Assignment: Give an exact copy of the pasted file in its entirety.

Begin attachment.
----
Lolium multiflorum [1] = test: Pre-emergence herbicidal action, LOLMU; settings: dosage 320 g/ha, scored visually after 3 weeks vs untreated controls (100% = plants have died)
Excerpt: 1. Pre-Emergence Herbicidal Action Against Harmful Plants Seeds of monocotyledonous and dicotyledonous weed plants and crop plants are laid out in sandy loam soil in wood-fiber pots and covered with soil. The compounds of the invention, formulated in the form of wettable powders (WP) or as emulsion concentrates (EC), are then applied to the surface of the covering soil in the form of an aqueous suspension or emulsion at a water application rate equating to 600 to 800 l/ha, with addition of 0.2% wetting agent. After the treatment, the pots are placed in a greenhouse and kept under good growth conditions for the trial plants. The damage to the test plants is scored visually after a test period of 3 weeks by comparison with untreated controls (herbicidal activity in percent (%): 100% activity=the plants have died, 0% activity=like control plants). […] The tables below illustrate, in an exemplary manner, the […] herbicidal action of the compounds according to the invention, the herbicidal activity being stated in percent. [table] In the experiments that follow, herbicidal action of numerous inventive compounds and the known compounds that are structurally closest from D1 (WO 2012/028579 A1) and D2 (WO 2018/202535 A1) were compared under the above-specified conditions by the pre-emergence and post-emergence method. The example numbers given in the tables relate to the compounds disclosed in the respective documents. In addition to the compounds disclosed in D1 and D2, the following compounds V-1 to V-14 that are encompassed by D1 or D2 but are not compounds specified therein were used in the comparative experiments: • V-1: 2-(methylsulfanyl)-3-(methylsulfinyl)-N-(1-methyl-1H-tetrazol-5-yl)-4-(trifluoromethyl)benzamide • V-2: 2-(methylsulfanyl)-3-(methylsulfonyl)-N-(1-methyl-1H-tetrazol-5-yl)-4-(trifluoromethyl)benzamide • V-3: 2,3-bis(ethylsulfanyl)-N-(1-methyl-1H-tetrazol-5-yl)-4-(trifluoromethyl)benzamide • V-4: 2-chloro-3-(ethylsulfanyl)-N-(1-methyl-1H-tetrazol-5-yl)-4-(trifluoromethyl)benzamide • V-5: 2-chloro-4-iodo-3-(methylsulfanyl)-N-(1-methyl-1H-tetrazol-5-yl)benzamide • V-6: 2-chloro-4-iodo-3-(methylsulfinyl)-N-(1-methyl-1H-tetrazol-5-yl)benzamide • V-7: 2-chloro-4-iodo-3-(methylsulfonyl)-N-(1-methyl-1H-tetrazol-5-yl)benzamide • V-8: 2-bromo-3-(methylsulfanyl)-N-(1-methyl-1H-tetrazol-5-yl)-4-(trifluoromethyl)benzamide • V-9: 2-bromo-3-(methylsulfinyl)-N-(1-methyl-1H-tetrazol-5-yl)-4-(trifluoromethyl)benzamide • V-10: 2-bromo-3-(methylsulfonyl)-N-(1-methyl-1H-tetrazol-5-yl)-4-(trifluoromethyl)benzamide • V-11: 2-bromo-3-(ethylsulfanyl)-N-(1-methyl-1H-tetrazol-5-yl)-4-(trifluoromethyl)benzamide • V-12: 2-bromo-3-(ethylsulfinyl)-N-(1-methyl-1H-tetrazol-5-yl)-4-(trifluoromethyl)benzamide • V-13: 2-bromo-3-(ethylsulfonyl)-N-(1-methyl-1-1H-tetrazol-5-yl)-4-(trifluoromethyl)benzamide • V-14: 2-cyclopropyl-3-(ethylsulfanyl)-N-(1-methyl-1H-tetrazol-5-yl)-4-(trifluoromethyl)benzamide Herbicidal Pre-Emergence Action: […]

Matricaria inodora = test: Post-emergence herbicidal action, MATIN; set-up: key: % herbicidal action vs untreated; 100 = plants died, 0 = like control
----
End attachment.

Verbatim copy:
Lolium multiflorum [1] = test: Pre-emergence herbicidal action, LOLMU; settings: dosage 320 g/ha, scored visually after 3 weeks vs untreated controls (100% = plants have died)
Excerpt: 1. Pre-Emergence Herbicidal Action Against Harmful Plants Seeds of monocotyledonous and dicotyledonous weed plants and crop plants are laid out in sandy loam soil in wood-fiber pots and covered with soil. The compounds of the invention, formulated in the form of wettable powders (WP) or as emulsion concentrates (EC), are then applied to the surface of the covering soil in the form of an aqueous suspension or emulsion at a water application rate equating to 600 to 800 l/ha, with addition of 0.2% wetting agent. After the treatment, the pots are placed in a greenhouse and kept under good growth conditions for the trial plants. The damage to the test plants is scored visually after a test period of 3 weeks by comparison with untreated controls (herbicidal activity in percent (%): 100% activity=the plants have died, 0% activity=like control plants). […] The tables below illustrate, in an exemplary manner, the […] herbicidal action of the compounds according to the invention, the herbicidal activity being stated in percent. [table] In the experiments that follow, herbicidal action of numerous inventive compounds and the known compounds that are structurally closest from D1 (WO 2012/028579 A1) and D2 (WO 2018/202535 A1) were compared under the above-specified conditions by the pre-emergence and post-emergence method. The example numbers given in the tables relate to the compounds disclosed in the respective documents. In addition to the compounds disclosed in D1 and D2, the following compounds V-1 to V-14 that are encompassed by D1 or D2 but are not compounds specified therein were used in the comparative experiments: • V-1: 2-(methylsulfanyl)-3-(methylsulfinyl)-N-(1-methyl-1H-tetrazol-5-yl)-4-(trifluoromethyl)benzamide • V-2: 2-(methylsulfanyl)-3-(methylsulfonyl)-N-(1-methyl-1H-tetrazol-5-yl)-4-(trifluoromethyl)benzamide • V-3: 2,3-bis(ethylsulfanyl)-N-(1-methyl-1H-tetrazol-5-yl)-4-(trifluoromethyl)benzamide • V-4: 2-chloro-3-(ethylsulfanyl)-N-(1-methyl-1H-tetrazol-5-yl)-4-(trifluoromethyl)benzamide • V-5: 2-chloro-4-iodo-3-(methylsulfanyl)-N-(1-methyl-1H-tetrazol-5-yl)benzamide • V-6: 2-chloro-4-iodo-3-(methylsulfinyl)-N-(1-methyl-1H-tetrazol-5-yl)benzamide • V-7: 2-chloro-4-iodo-3-(methylsulfonyl)-N-(1-methyl-1H-tetrazol-5-yl)benzamide • V-8: 2-bromo-3-(methylsulfanyl)-N-(1-methyl-1H-tetrazol-5-yl)-4-(trifluoromethyl)benzamide • V-9: 2-bromo-3-(methylsulfinyl)-N-(1-methyl-1H-tetrazol-5-yl)-4-(trifluoromethyl)benzamide • V-10: 2-bromo-3-(methylsulfonyl)-N-(1-methyl-1H-tetrazol-5-yl)-4-(trifluoromethyl)benzamide • V-11: 2-bromo-3-(ethylsulfanyl)-N-(1-methyl-1H-tetrazol-5-yl)-4-(trifluoromethyl)benzamide • V-12: 2-bromo-3-(ethylsulfinyl)-N-(1-methyl-1H-tetrazol-5-yl)-4-(trifluoromethyl)benzamide • V-13: 2-bromo-3-(ethylsulfonyl)-N-(1-methyl-1-1H-tetrazol-5-yl)-4-(trifluoromethyl)benzamide • V-14: 2-cyclopropyl-3-(ethylsulfanyl)-N-(1-methyl-1H-tetrazol-5-yl)-4-(trifluoromethyl)benzamide Herbicidal Pre-Emergence Action: […]

Matricaria inodora = test: Post-emergence herbicidal action, MATIN; set-up: key: % herbicidal action vs untreated; 100 = plants died, 0 = like control